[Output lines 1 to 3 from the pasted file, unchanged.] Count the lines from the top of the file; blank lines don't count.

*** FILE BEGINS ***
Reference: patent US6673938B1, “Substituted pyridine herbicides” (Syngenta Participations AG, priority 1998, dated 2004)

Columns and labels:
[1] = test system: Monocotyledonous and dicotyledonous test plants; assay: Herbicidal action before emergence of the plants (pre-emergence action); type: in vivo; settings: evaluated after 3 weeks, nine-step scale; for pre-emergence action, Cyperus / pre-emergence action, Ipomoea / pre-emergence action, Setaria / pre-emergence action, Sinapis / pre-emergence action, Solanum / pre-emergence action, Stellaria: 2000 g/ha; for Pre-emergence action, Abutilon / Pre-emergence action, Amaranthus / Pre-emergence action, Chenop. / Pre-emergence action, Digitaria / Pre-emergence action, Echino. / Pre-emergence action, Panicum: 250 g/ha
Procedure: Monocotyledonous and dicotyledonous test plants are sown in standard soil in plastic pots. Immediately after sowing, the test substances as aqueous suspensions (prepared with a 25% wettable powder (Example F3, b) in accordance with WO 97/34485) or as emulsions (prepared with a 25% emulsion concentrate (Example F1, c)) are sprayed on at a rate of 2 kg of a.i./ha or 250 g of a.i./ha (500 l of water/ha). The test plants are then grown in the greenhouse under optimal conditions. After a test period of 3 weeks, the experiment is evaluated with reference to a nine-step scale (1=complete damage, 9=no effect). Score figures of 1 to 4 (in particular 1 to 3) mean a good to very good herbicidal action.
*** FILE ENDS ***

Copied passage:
Reference: patent US6673938B1, “Substituted pyridine herbicides” (Syngenta Participations AG, priority 1998, dated 2004)

Columns and labels:
[1] = test system: Monocotyledonous and dicotyledonous test plants; assay: Herbicidal action before emergence of the plants (pre-emergence action); type: in vivo; settings: evaluated after 3 weeks, nine-step scale; for pre-emergence action, Cyperus / pre-emergence action, Ipomoea / pre-emergence action, Setaria / pre-emergence action, Sinapis / pre-emergence action, Solanum / pre-emergence action, Stellaria: 2000 g/ha; for Pre-emergence action, Abutilon / Pre-emergence action, Amaranthus / Pre-emergence action, Chenop. / Pre-emergence action, Digitaria / Pre-emergence action, Echino. / Pre-emergence action, Panicum: 250 g/ha